Monthly Archives: November 2020

Hit and run motor vehicle accidents

B2The reality of motor vehicles accidents is that parties to the accident sometimes flee the scene of the accident without identifying themselves or their vehicles. Arguably, negligent drivers escape the scene in order to avoid liability for the ensuing damages.

The injured third party is, however, not left without recourse.  A third party that has suffered damages as a result of any bodily injuries to himself or herself, caused by the negligent driving of an unknown motor vehicle and unknown driver, can claim damages from the Road Accident Fund (“RAF”).

As a point of departure, it is important to classify a claimant’s claim as either a “hit and run” or an “an identifiable accident”, in which the driver or the owner of the vehicle was identified (, since there are procedural differences between the two cases.

A claimant will be entitled to claim special damages and general damages (in the case of serious injury) from the RAF, only if they are able to meet the special requirements applicable to “hit and run” claims.

In a “hit and run” scenario, the third party must lodge their claim against the RAF within two years of the date on which the cause of action arose. This is significant to note, since a third party ordinarily has a period of three years to submit their claim, with the possibility of this period being further extended in certain circumstances. In the case of minors, for example, prescription only starts running upon their attainment of majority age, and the three-year period therefore only starts once they reach the age of 18. This is, however, not the case in a “hit and run” case – prescription starts running on the date of the cause of action and cannot be interrupted. The constitutionality of this differentiation has not, as of yet, been tested by the courts.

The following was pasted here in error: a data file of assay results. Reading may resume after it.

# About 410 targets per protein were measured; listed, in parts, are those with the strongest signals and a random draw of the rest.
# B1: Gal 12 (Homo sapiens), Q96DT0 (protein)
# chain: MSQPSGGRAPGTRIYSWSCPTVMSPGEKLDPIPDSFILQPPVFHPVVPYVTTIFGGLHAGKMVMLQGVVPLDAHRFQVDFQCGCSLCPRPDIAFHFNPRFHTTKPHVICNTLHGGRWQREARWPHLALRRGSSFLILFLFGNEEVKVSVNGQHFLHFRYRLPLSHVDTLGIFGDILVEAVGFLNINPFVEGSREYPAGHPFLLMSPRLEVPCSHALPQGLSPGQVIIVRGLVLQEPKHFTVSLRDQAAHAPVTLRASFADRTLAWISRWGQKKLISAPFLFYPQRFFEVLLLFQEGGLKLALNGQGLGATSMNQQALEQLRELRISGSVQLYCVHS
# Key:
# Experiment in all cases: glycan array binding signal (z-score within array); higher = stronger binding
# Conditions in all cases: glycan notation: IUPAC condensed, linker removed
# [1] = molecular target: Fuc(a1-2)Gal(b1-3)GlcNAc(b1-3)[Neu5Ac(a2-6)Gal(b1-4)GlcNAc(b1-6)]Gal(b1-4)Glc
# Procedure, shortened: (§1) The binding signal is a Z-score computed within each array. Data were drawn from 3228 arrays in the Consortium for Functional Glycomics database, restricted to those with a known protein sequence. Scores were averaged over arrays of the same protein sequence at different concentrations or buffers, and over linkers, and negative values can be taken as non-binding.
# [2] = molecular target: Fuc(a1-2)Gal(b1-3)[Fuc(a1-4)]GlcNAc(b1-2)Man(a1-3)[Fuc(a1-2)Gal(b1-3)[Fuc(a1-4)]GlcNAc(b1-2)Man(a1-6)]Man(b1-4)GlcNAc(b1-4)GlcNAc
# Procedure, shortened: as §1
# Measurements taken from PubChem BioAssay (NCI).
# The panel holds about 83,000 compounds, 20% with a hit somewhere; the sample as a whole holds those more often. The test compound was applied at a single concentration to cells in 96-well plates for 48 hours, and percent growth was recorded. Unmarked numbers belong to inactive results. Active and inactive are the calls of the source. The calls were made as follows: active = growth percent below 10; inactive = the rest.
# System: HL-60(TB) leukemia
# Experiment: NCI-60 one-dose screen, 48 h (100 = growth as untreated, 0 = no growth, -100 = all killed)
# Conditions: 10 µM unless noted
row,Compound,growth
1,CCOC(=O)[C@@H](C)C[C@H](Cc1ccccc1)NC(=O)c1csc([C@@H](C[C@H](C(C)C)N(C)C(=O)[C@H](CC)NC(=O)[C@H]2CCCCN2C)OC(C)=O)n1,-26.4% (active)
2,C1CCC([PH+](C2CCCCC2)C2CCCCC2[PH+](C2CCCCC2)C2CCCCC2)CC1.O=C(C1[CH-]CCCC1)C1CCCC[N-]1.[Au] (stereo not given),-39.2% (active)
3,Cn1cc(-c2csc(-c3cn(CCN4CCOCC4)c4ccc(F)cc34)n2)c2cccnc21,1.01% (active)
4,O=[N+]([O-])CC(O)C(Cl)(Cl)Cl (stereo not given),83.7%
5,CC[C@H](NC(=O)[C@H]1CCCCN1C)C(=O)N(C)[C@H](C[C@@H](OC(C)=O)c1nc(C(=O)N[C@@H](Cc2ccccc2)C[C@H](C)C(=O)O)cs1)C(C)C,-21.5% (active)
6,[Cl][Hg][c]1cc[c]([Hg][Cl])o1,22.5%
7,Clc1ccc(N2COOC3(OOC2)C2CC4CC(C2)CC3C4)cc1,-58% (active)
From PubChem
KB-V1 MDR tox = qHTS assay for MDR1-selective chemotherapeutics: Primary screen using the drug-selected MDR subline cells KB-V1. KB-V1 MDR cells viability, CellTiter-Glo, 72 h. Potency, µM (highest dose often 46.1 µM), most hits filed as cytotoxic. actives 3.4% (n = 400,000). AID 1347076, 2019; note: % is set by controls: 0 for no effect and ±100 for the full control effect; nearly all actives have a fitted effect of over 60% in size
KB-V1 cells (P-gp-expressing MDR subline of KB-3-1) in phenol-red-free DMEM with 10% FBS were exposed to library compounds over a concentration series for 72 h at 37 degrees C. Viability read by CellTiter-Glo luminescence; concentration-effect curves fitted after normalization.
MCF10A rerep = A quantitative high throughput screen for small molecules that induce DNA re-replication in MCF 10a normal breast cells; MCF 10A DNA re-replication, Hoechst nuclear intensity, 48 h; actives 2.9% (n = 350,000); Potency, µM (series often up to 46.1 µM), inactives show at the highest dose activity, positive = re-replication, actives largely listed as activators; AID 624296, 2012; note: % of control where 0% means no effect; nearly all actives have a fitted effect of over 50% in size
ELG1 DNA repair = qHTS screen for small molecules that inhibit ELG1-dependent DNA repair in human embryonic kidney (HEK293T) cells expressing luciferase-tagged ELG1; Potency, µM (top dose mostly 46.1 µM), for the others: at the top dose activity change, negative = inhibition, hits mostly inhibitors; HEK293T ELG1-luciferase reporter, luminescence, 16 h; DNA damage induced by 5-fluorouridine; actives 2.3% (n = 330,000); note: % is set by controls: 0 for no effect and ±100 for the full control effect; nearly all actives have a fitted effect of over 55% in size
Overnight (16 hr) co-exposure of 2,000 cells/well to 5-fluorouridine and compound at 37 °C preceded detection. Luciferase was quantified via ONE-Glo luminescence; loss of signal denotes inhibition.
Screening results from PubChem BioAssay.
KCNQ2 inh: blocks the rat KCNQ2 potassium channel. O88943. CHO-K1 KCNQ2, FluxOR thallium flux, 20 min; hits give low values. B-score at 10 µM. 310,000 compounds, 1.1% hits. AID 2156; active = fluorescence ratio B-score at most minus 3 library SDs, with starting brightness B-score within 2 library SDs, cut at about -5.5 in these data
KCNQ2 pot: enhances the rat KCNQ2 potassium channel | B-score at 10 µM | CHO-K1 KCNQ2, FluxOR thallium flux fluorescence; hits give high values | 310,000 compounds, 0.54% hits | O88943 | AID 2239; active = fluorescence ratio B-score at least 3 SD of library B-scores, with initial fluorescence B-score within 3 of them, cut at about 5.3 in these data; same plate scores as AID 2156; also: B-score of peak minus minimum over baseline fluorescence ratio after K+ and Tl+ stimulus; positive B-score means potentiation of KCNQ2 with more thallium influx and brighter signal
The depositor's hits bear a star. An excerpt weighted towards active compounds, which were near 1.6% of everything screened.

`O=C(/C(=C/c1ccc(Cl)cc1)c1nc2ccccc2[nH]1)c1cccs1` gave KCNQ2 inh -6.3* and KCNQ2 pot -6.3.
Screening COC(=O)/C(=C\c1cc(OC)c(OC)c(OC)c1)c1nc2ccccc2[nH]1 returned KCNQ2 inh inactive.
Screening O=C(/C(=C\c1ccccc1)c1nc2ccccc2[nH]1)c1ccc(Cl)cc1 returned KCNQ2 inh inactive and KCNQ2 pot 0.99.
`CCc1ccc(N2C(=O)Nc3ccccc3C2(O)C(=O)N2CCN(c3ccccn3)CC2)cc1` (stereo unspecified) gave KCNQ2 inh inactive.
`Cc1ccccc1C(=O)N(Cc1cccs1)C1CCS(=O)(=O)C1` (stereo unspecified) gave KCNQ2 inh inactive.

A claimant must furnish the RAF with proof that the injury arose from the negligent driving of the driver of the unidentified motor vehicle and not from their own sole negligence. Furthermore, the claimant must take reasonable steps to identify the identity of the insured driver. It is not sufficient for the claimant to simply report the matter to the police (although the claimant must report the matter to the police as soon as possible). In order to meet this requirement, a claimant can, for example, return to the scene of the accident and obtain the statements of eyewitnesses.

The claimant must also lodge a certificate probabilis causa litigandi. This certificate must be issued by an independent advocate or attorney, with at least ten years’ experience, after considering all the evidence available to both parties regarding the cause of the accident and the liability of the RAF. The certificate must state that there is a reasonable prospect of success on the side of the claimant.

A claimant may lodge their claim with the RAF by using the RAF1 Form. The claimant must submit the details of the accident, police report or case number, relevant medical and financial statements and all other relevant documents to the RAF.

The RAF has 120 days from the date of lodgement to investigate the claim. After this time period has lapsed, the claimant can institute legal proceedings against the RAF for recovery of the damages they suffered as a result of the motor vehicle accident.

The fact that a third party was injured by the negligent driving of an anonymous driver should, therefore, not bar the third party from recovering their damages. A third party must, however, act swiftly by approaching a lawyer timeously to assist them with their claim against the RAF.

This article is a general information sheet and should not be used or relied on as legal or other professional advice. No liability can be accepted for any errors or omissions nor for any loss or damage arising from reliance upon any information herein. Always contact your legal adviser for specific and detailed advice. Errors and omissions excepted (E&OE)

Buying and selling: Avoid the potential nightmare